The death of Queen Elizabeth II a year ago triggered Operation London Bridge – the royal funeral plan – and brought to the fore the man entrusted with the official commemoration, who this week recalled how he had worked on the arrangements for decades.
The intricate protocol ranged from succession rules to the process of bringing the Queen’s coffin from Balmoral in Scotland to London, the laying-in-state for thousands to pay respects and the final funeral processions from Westminster to Windsor.
The funeral was the responsibility of the Earl Marshal, Edward Fitzalan-Howard. The 18th Duke of Norfolk is the most senior peer in Britain by ranking. The hereditary responsibility of the family is to organise major ceremonial occasions, which this year also extended to King Charles III’s Coronation.
More than 250,000 people queued to see the Queen lying in state, the queue was 10 miles long at its peak, with people waiting for 24 hours to gain entry to Westminster Hall to view the Queen’s coffin. More than 28 million people watched proceedings on TV in the UK and more than four billion watched worldwide. Nearly 6,000 military personnel took part in ceremonies from her death to her burial and more than 10,000 police officers were enlisted for the funeral day.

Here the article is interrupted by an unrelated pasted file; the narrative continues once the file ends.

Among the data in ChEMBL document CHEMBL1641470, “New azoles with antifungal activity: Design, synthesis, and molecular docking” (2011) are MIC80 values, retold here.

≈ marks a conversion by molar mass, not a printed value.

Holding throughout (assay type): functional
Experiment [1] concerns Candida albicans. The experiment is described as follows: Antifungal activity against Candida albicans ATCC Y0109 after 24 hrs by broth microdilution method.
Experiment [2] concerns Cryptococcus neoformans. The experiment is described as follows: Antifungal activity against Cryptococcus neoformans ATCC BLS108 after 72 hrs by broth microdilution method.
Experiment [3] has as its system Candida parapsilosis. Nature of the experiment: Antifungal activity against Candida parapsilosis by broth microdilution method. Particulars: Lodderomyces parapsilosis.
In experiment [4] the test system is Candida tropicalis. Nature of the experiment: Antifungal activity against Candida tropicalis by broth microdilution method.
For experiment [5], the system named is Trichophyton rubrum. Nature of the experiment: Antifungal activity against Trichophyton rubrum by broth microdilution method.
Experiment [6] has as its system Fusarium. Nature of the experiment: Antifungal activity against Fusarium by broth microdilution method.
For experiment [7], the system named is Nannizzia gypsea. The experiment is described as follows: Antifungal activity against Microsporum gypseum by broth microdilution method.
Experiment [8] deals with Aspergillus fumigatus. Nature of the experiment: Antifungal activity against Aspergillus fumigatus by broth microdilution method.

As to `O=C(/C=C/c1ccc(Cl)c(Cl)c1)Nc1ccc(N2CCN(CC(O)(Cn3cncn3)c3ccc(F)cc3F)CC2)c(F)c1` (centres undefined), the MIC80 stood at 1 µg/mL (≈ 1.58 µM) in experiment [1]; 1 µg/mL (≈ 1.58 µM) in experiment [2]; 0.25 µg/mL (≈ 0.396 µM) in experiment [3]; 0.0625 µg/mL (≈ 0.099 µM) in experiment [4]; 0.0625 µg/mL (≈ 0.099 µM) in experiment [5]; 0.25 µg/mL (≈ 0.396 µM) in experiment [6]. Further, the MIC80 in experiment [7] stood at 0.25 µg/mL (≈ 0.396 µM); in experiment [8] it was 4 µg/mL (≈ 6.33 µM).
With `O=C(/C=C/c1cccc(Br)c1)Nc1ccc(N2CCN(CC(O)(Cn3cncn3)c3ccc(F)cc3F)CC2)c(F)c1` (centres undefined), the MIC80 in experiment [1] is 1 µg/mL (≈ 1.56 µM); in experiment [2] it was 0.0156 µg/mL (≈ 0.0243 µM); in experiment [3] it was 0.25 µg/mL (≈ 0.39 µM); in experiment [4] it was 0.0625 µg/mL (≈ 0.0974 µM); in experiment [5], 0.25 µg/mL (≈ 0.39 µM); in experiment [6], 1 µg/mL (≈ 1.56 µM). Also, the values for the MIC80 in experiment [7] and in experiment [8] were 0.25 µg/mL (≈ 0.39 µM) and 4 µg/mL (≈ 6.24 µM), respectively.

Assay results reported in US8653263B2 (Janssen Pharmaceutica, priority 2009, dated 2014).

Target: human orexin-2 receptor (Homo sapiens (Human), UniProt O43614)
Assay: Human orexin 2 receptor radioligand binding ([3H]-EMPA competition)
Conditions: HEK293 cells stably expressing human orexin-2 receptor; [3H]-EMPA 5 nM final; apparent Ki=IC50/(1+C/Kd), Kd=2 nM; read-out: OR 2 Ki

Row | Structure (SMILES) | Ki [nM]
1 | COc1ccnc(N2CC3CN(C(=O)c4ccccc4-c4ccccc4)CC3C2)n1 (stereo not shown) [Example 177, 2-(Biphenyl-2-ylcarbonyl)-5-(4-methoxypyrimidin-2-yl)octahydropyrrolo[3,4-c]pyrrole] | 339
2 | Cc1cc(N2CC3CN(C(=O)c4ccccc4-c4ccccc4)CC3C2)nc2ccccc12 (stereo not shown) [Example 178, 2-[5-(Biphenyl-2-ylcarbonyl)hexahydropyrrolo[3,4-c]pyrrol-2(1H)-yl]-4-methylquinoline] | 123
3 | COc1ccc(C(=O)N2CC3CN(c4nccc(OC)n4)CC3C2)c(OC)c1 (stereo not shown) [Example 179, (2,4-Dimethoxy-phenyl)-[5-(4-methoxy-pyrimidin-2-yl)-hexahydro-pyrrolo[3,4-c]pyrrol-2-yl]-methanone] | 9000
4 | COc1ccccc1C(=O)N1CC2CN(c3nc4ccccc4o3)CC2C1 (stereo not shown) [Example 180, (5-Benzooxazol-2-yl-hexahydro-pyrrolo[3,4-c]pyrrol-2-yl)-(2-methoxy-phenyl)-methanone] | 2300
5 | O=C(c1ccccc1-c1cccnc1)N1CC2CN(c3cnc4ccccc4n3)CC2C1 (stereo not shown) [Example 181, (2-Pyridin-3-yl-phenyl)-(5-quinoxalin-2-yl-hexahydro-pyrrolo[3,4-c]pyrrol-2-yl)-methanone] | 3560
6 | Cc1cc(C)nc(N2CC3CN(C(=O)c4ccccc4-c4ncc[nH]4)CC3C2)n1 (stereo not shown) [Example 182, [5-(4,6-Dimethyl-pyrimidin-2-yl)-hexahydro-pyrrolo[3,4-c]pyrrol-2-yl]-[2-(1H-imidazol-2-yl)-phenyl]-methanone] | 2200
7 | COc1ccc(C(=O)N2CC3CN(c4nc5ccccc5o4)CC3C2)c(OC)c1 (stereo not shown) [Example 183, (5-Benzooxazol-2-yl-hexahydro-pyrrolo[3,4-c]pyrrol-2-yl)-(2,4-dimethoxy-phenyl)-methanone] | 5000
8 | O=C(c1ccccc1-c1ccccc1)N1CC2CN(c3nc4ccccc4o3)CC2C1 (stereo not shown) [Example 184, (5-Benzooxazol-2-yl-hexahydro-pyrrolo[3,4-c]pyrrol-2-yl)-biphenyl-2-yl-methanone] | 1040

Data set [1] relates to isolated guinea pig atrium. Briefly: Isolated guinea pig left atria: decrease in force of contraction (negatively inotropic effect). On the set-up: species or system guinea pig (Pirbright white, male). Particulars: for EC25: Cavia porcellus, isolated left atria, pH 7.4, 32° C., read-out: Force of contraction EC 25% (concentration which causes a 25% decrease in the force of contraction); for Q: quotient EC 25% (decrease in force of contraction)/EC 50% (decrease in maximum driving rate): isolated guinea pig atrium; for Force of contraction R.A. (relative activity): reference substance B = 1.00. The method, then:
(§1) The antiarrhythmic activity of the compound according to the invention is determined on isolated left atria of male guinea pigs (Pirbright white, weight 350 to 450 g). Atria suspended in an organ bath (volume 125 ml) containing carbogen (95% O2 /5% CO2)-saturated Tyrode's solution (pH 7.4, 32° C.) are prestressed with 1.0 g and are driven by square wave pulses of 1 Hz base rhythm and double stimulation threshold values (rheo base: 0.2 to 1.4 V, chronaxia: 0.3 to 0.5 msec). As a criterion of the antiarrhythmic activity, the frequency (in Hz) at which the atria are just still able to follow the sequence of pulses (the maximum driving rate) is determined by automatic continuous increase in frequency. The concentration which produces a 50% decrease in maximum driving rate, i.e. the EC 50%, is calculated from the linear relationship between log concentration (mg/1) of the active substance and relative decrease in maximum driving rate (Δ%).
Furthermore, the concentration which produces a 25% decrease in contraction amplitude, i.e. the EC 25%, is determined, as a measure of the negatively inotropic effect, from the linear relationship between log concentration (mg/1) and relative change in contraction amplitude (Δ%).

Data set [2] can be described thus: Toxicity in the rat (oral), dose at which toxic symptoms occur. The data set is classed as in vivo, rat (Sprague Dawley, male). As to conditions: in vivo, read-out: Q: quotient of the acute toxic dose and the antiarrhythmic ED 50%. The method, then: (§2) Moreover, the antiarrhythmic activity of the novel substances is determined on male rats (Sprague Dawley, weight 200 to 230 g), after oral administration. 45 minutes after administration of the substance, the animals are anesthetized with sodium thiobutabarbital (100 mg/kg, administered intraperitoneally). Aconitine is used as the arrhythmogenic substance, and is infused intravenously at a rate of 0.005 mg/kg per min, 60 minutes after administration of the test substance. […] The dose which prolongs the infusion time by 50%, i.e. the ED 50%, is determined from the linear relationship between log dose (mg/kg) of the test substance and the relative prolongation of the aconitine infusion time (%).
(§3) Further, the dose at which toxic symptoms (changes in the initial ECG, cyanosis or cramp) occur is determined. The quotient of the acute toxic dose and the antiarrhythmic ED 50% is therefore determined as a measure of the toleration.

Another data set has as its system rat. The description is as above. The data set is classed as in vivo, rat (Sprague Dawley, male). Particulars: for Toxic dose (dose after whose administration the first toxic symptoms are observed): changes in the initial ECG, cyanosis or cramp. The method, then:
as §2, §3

Almost 2,000 mourners received invitations for Westminster Abbey, including presidents Joe Biden, Emmanuel Macron and the Emperor of Japan. Every detail was thought through, and even the Queen’s corgis, Muick and Sandy, and one of her ponies were led out to witness the funeral cortege at Windsor.
The Duke of Norfolk is quick to say the extraordinary spectacle of the funeral was a joint effort. He tells The National: “I started planning on the state funeral 20 years ago, after the death of my father, and my staff officer at that time, Colonel Anthony Mather, had been in command of the bearer party at Sir Winston Churchill’s funeral, so he’d had valuable experience of a big state funeral. At my very first meeting there were 12 people, by the last meeting in 2022 there were 282 attending, so we were in an advanced state of readiness.”